What we live in is a representative democracy. The difference between the two is that a representative democracy only expects a small proportion of the population (the representatives) to become highly informed on the issues of the day and the ramifications of each decision. A pure democracy would require that every voter was fully aware of the issues and the ramifications before they voted.

    This is clearly not the case in the referendum you’re after, and our representatives in parliament overwhelming voted for (only seven voted against) the Child Discipline Act, I can’t see any reason why a representative democracy should take notice of an ill-informed referendum.

  44. r0b 44

    Well the other Standardistas have pretty much buried that line of attack Dean.

    Democracy, to the leader of the Labour party, only happens once every election cycle.

    Representative democracy, as AncientGeek so clearly explained.

    I would point out, however, that for Key it seems that policy only happens as determined by the election cycle. Witness the dead rats. Why student loans? Because we lost the last election…

  45. outofbed 45

    AG
    you must be ancient indeed to impart such wisdom oh mighty one

  46. AncientGeek 46

    outofbed: to quote my father “but not senile yet, my son” just before he whipped my arse playing chess. He didn’t need section 59 as protection.

    On the 99 MP referendum. From memory the same thing happened there. Almost every MP voted for the Electoral Act 1993 to be passed Hunting for confirmation… Looks like I’d have to dig into Hansard for that one. Anyone got a link?

  47. The Double Standard 47

    “Had to go into the database to see them – the moderators deleted them.”

    I’m confused. Are moderators deleting my posts now? Unless I’m missing something I have only posted in this thread today (until just now on Kiwisaver)

    I assume you are looking at enough details to separate fake double standards from real ones?

    [lprent – it records IP numbers]

  48. Dean 48

    “Witness the dead rats. Why student loans? Because we lost the last election ”

    Cough, cough, tax cuts.

    Talking about dead rats isn’t exactly a good idea with Cullen’s latest revelation now, is it?

    And on the topic of representative democracy, plenty of other countries with such have binding referendums. I expect that’d let the haters and wreckers have too much power though, right?

  49. r0b 49

    Cough, cough, tax cuts.

    Nasty cough you got there Dean. You should try and get out in the fresh air more.

    Talking about dead rats isn’t exactly a good idea with Cullen’s latest revelation now, is it?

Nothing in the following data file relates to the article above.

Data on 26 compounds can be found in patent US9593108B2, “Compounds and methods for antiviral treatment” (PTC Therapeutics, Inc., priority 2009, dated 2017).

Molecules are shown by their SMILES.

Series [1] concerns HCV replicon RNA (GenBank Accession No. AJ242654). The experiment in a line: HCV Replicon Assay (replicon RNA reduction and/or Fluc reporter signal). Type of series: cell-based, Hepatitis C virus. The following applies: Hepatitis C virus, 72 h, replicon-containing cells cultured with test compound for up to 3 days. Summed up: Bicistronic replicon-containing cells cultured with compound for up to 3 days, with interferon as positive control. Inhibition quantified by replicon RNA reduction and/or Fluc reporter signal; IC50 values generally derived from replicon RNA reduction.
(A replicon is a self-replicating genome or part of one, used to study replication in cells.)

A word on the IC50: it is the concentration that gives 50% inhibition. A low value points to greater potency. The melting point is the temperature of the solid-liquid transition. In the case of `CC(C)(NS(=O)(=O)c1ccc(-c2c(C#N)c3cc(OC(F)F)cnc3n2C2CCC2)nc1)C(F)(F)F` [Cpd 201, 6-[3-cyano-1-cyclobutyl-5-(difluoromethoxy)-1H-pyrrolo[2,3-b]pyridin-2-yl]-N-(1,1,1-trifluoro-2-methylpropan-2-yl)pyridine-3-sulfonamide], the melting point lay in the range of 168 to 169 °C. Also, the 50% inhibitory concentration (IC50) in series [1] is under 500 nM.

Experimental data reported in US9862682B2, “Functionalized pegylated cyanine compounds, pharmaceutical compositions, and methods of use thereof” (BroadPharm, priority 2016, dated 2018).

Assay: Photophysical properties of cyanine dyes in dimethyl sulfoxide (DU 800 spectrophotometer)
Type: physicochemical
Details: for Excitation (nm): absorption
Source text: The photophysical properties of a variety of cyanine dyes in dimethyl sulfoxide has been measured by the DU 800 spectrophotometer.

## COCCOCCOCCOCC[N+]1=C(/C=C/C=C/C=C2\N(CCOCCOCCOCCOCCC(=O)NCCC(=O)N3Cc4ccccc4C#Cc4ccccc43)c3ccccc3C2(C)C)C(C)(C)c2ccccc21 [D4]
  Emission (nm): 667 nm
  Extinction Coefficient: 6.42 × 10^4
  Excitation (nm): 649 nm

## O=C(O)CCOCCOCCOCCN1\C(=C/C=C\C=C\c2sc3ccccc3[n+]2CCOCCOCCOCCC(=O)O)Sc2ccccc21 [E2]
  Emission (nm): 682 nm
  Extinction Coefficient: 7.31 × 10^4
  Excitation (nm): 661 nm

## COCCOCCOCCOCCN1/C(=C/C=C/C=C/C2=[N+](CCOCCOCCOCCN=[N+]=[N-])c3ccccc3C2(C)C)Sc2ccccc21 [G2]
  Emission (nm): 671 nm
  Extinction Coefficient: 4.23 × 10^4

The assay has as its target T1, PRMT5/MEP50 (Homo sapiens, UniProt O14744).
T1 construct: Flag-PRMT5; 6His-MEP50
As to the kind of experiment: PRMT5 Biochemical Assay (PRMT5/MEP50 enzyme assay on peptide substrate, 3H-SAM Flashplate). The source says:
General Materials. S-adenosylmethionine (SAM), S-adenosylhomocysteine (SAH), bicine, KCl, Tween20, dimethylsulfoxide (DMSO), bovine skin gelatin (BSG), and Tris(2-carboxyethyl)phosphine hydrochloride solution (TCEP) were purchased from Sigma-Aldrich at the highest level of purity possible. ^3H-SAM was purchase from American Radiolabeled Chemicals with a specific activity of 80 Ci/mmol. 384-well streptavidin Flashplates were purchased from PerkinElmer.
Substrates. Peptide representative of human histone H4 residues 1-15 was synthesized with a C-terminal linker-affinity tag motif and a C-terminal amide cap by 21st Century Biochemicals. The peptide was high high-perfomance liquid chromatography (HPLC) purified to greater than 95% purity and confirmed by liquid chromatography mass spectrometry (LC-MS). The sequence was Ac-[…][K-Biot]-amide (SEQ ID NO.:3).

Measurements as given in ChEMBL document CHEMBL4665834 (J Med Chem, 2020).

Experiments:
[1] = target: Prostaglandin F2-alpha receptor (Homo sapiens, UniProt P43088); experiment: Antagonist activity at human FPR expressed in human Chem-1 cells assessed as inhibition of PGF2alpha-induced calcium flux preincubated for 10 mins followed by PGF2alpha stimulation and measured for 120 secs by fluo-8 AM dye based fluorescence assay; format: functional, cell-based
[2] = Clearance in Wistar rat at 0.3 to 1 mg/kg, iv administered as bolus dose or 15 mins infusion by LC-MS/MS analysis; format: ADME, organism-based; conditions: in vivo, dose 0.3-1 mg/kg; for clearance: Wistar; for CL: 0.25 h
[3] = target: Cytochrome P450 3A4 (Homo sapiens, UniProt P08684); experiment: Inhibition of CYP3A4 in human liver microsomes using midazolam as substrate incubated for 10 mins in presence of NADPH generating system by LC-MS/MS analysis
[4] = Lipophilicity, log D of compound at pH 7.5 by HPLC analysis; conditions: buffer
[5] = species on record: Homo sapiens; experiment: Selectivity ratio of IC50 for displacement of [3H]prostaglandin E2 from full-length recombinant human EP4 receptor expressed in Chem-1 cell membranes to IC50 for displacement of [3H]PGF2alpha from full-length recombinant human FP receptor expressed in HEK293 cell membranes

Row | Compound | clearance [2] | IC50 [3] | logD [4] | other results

Why? Labour isn’t against tax cuts. They are the party that just delivered company tax cuts. Who voted against those again? Hmmm – it was National wasn’t it.

    Anyway, I needn’t bother, ickystinky already nailed this one:

    Kiwiblog and our own chorus from the Right pews are on-message today that Cullen’s confirmation of Labour’s plans for significant and ongoing tax cuts is a U-turn. As if a Labour change of heart might somehow countenance Key’s wild flip-flopping. But in my book saying, “we will not do something until we can afford it,’ and then saying, “OK, it looks like we can afford it’ doesn’t seem like a U-turn. In fact, it just looks like plain fiscal management. Of course, it WOULD be a bit of U-turn if Labour was implacably and ideologically against tax cuts (which is the starting point for DPF’s argument). But tax cuts have been made under Labour! Which party last cut corporate taxes?

    http://kiwiblogblog.wordpress.com/2008/02/07/tax-cut-u-turn/

  50. Micah68 50

    That’s Rich
    The Tories just don’t get it do they? Making assumptions about low income people without ever having known what it is like to choose between school shoes and school lunches. In last nights “The Star’ Katherine Rich writes how Kiwis are feeling the pinch due to recent inflation pressures. Naturally this is all the fault of Labour’s policies and in particular Dr Cullen’s over taxation and poor fiscal management.

    read more http://faithfulleft.blogspot.com/2008/02/rich-and-poor.html

  51. Dean 51

    “Why? Labour isn’t against tax cuts. They are the party that just delivered company tax cuts. Who voted against those again? Hmmm – it was National wasn’t it.”

    National voted against them for some reason or another. I don’t quite recall what it was, but it was bound to be a silly one.

    But you can’t call a 3% tax cut anything more than a partial offset against increased costs such as a 4th week of holiday or compulsary and escalating Kiwisaver contributions. Now, no offence, but you can’t do this unless you’ve decided that you’ll ignore costs for an employer and instead concentrate on the parts that agree with your opinion the best.

    [lprent – sorry about the delay. d4j moderation trap. I must say he is persistent]